Biblical Authors

By Mary Jane Chaignot

Categories: New Testament, Old Testament


After reading about the Apocryphal books, whose authors are, for the most part, anonymous, I'm wondering if we know more about the authors of the books that did make it into the canon? Do we know who wrote the books of the Bible?


If the question is whether or not scholars are confident about the authorship of each particular book, the answer has to be "no." Scholars believe that many people had a hand in writing the Bible. The Old Testament accounts circulated as oral stories long before they were written down. Scholars have used the "documentary theory" to help explain how the Pentateuch (the first five books of the Bible) came to be. Though attributed to Moses, the books were compiled as late as 600-500 BCE. Some argue that Moses might have written the core of these books, but the fact is that they went through many redactions before being recorded in their final form.

Another case in point is the book of Psalms. It helps to remember that, first and foremost, the psalms were liturgical compositions. Though attributed to David, they also have many authors. A few explicitly state that this was a prayer of Moses (Psalm 90), who preceded David by 400-500 years. Others were written about events (such as the destruction of the Temple and the exile) that happened hundreds of years after David's time (Psalm 137). Obviously, David did write some of them, but so did Solomon, the sons of Korah, and countless other unnamed people.

The same is true for the historical books (Joshua through Kings). Their purpose was to record the story of Israel not to be historically accurate. The timeline stretches over hundreds of years. These histories were handed down from generation to generation through oral tradition for centuries,. Most scholars believe they were compiled and given their final form during the time of the exile. Yet, some of the books are obviously post-exilic (Ezra, Nehemiah, etc.). These authors faced a new situation. Then the need was to strengthen the people, renew their spirits, and centralize the Israelite story. The Old Testament ended with the book of Malachi, dating anywhere from 500-433 BCE.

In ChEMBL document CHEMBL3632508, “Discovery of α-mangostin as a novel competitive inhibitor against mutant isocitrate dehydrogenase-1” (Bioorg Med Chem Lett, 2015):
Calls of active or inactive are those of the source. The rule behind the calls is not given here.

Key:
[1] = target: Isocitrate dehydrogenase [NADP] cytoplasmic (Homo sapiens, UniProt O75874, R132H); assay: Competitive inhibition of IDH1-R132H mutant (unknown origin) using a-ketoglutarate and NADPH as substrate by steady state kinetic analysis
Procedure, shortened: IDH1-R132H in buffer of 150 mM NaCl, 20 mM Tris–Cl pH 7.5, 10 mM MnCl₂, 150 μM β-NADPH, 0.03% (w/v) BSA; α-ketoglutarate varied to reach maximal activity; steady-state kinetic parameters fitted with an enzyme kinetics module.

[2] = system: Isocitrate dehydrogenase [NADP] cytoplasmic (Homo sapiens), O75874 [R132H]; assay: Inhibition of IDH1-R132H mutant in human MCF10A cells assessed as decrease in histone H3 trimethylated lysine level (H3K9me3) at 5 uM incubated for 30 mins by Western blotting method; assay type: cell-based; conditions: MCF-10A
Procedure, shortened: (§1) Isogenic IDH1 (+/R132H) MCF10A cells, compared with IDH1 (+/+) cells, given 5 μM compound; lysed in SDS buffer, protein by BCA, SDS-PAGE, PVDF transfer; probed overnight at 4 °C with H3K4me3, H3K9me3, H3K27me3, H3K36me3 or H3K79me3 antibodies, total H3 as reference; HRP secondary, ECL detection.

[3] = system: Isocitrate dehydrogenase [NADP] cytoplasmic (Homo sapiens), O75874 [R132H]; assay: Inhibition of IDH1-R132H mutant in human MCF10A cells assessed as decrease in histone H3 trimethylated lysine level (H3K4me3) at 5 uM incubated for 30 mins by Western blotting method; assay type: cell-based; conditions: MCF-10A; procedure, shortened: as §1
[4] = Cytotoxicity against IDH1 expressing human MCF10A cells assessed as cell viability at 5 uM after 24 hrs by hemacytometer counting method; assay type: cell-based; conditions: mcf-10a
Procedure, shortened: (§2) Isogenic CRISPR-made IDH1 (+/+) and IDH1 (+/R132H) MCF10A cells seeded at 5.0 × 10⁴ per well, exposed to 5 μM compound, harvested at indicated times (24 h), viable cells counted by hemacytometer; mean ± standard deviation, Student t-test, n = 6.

This should not suggest that scholarship was silent until the time of Christ. Indeed, the Apocryphal books of the Old Testament were written between 200 BCE-100 CE. They also cover a wide range of subjects. Some are historical or prophetic; others are made of legends; still others cover ethical concerns. Roman Catholics consider at least twelve of these books to be canonical.

And that brings us to the New Testament. Thirteen books are purported to have been written by Paul as letters to various congregations. Scholars can now agree on seven of those. The remaining six are believed to have been written by followers who just used his name, which was a common practice in the ancient world. Sometimes this was done out of respect for Paul; other times it may have been done to usurp his name to validate false teachings.

Most scholars believe the authors of the Gospels are all anonymous, despite their headings of "The Gospel according to" Matthew, Mark, Luke, or John. It is possible that Matthew and John were Jesus' disciples and that their gospels were based on their testimony. But that is not the same as saying they wrote them. Mark was supposedly written on the basis of Peter's testimony, but which Mark wrote it remains speculative. Luke is probably the author of both the gospel and Acts, but that's all that scholars can know for sure.

That leaves the remaining epistles, Hebrews, and Revelation. Guesses on the book of Hebrew are simply that. Speculation runs from Barnabas or Apollos to Mary Magdalene. Most agree it was included in the canon due to its popularity. The Letter of James is purportedly from James, the brother of Jesus. Just as the Letters of Peter were thought to have been written by Peter. Scholars question both these assumptions, but have not offered other suggestions. The Book of Revelation was written by "St. John." Tradition had it that this was the same John who wrote the letters and the Gospel of the same name. Again, scholars doubt that now. The author of Revelation was probably a learned Jew writing in Greek. Beyond that, he will remain anonymous.

All of these assumptions might make readers nervous. Yet, one must ask if questions of authorship are really that important? Perhaps it is less important to know exactly who wrote the various books than to think about whether the Bible is accurate in its teachings. Does factual accuracy determine the truth found within its message? Does this truth rise or fall with every new discovery that "proves" or "disproves" a long-held fact? These authors were not interested in verifiable facts but in a larger truth that provided meaning and purpose in their lives. They sought to understand how God worked in their world and how to understand Jesus' message of salvation. And it is these facts that transform lives.

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